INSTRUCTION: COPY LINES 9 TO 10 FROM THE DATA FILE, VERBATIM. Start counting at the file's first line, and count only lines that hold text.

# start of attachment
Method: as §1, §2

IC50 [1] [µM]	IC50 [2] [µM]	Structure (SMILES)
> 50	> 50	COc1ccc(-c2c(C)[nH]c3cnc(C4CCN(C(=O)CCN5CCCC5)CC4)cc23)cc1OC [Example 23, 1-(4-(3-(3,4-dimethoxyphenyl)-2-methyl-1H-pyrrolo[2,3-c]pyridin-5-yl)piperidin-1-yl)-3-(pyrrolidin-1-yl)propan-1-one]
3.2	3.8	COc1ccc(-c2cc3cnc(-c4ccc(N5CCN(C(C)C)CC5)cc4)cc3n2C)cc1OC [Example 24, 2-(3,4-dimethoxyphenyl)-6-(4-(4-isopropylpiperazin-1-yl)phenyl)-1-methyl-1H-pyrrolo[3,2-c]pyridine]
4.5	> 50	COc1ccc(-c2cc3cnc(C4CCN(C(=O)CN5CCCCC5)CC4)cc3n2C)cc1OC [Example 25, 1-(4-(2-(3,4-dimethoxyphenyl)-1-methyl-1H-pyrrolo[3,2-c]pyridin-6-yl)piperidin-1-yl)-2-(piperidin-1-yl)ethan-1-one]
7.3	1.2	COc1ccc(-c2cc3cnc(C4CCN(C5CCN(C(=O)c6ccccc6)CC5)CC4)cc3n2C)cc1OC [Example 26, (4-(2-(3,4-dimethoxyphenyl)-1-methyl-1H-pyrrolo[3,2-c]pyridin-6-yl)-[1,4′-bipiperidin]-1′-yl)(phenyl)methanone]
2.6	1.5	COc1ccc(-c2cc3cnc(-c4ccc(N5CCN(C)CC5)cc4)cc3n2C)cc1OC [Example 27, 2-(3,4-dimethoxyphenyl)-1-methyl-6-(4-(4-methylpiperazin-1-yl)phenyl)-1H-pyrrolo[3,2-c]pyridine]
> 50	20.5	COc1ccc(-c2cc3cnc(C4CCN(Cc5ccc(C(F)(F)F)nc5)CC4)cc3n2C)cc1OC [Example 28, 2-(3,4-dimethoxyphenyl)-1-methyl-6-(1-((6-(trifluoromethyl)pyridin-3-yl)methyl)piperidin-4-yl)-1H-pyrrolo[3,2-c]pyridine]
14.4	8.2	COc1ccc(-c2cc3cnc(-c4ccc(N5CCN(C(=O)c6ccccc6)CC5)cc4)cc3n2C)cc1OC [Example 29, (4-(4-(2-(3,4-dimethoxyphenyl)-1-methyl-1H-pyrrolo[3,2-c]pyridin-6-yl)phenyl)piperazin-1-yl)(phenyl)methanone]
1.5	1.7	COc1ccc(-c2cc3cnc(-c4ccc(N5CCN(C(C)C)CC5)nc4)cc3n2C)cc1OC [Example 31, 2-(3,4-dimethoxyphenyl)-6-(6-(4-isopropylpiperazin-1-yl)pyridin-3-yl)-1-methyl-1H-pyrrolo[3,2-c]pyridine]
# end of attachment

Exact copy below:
14.4	8.2	COc1ccc(-c2cc3cnc(-c4ccc(N5CCN(C(=O)c6ccccc6)CC5)cc4)cc3n2C)cc1OC [Example 29, (4-(4-(2-(3,4-dimethoxyphenyl)-1-methyl-1H-pyrrolo[3,2-c]pyridin-6-yl)phenyl)piperazin-1-yl)(phenyl)methanone]
1.5	1.7	COc1ccc(-c2cc3cnc(-c4ccc(N5CCN(C(C)C)CC5)nc4)cc3n2C)cc1OC [Example 31, 2-(3,4-dimethoxyphenyl)-6-(6-(4-isopropylpiperazin-1-yl)pyridin-3-yl)-1-methyl-1H-pyrrolo[3,2-c]pyridine]